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Facilitating Access to Global Observing Systems Data and Information

Global Sea-Level Observing System (GLOSS)
Program Overview

The Global Sea-Level Observing System (GLOSS) is an operational system established by the IOC in 1985 to provide monitoring of global sea levels, to help develop national capabilities to assess and anticipate severe sea level events, and to provide ground truth for satellite altimeter missions.

Data Access

The Program

GLOSS aims at the establishment of high quality global and regional sea level networks for application to climate, oceanographic and coastal sea level research. The program became known as GLOSS as it provides data for deriving the 'Global Level of the Sea Surface'.

The GLOSS program is managed by an international GLOSS Group of Experts supported by a Technical Secretary at IOC, and a group of National and Regional GLOSS Contacts.

The main component of GLOSS is the 'Global Core Network' (GCN) of 290 sea level stations around the world for long term climate change and oceanographic sea level monitoring. The present definition of the GCN (the definition is modified every few years) is called GLOSS02 (List of GLOSS Core Network (GCN) - GLOSS02 Stations)

There are three sub-networks, the GLOSS LTT (Long Term Trends), the GLOSS OC (ocean circulation) and the GLOSS ALT (altimetery).

The program strives to provide high quality data, as far as possible with common operating and reporting standards, and with guarantees of longevity.

Operations include;

  • monitoring the status of gauges within the GLOSS Core Network and scientific and regional sub-networks
  • provision of advice and technical support to gauge operators where required
  • supply of training to sea level scientists and technicians
  • continuous linkage with related technical areas such as altimetry, GPS and absolute gravity
  • definition and implementation of data flow mechanisms


The data produced by GLOSS has application to climate, oceanographic, and coastal sea level research. The core network provides an approximately evenly-distributed sampling for climate research. The LTT set of gauge sites provide information on long term trends and accelerations in global sea level change, for monitoring vertical land movements, and for long term climate change studies. An important client is the WMO-UNEP Intergovernmental Panel on Climate Change (IPCC)

Other important GLOSS users include the satellite services for ground truth for altimeter data and mission intercalibrations. The ocean circulation set, including in particular gauge pairs at straits and in polar area, complements altimetric coverage of the open deep ocean and is used within programs such as WOCE and CLIVAR.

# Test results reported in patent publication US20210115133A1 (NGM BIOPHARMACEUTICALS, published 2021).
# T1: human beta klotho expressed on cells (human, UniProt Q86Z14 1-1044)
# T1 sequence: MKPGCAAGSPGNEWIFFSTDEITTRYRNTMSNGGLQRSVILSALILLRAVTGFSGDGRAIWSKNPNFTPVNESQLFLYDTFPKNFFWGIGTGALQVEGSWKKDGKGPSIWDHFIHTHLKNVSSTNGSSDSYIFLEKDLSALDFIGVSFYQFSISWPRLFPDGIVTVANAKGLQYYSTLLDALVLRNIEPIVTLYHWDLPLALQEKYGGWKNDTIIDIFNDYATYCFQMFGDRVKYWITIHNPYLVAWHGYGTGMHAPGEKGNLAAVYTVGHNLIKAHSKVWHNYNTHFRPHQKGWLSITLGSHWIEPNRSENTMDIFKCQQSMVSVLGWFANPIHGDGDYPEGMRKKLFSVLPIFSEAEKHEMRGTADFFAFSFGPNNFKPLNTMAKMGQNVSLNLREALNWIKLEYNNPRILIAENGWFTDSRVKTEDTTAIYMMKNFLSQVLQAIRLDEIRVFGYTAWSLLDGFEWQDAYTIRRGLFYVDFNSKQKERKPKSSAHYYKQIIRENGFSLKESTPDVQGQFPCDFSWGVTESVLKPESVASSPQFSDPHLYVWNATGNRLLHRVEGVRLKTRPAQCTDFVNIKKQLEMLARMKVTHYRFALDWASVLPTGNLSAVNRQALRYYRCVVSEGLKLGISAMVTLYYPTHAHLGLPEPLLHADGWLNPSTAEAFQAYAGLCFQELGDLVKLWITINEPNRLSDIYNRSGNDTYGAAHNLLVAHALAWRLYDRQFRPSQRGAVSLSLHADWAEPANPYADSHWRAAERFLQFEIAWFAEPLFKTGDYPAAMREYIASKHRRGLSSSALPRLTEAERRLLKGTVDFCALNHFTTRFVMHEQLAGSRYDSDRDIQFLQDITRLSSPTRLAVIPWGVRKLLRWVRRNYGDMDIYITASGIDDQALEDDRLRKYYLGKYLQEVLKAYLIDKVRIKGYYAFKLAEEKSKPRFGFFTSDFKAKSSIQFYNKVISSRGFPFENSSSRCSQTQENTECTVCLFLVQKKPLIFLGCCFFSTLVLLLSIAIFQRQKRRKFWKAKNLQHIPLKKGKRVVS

GLOSS is a component of the Global Ocean Observing System (GOOS), and as a major contributor to its Climate and Coastal Modules.

Scientific and Regional Sub-Networks

The scientific and regional sub-networks include:

  • The GLOSS-Long Term Trends network formonitoring long term trends and accelerations in global sea level; ~190 sites at PSMSL of which 88 are in the GLOSS core network were identified in the 1997 GLOSS Implementation Plan.
  • The GLOSS-OC network for ocean circulation monitoring across ocean basins and straits.~50 sites were identified in the 1997 GLOSS Implementation Plan.
  • TheGLOSS-ALT (altimeter) network for satellite altimeter calibration. As more GLOSS stations become associated with GPS and DORIS measurements identification of this subset becomes of less significance.

Data Overview

The GLOSS Station Handbook summarizes in tabular form the basic information on tide gauge stations (not all active) in the GLOSS Core network, providing a one-stop shop with links to the databases described below. The latest status of the Core Network is reported here.

Daily mean and Hourly height data from the GLOSS network: the Joint Archive for Sea Level (JASL) at UHSLC, and the Delayed Mode Centre at the British Oceanographic Data Centre (BODC) both hold data covering in some cases many decades. The available data lags by two or more years on the present during which time quality control and adjustment to local benchmarks is done. The data are now referred to the RLR reference used by PSMSL. Plots, maps, and quality control information are available.

A subset of the stations provide data within a month to six weeks to the Fast Delivery Center at UHSLC.

Monthly and Annual Mean Data are available from PSMSL. The data have been quality controlled and where possible placed in datasets with a common reference (RLR) otherwise they are in Metric datasets referred to local benchmarks (as are the UHSLC and BODC databases). There are maps, plots, and documentation for many stations. This database is not limited to the GLOSS stations. However the site does contain an identifier for the GLOSS stations from which users can cross-reference to the GLOSS Station Handbook.

Note that the JASL and BODC also act in similar capacities for the Clivar research program and may be referred to variously as GLOSS, PSML, WOCE, or Clivar Centers.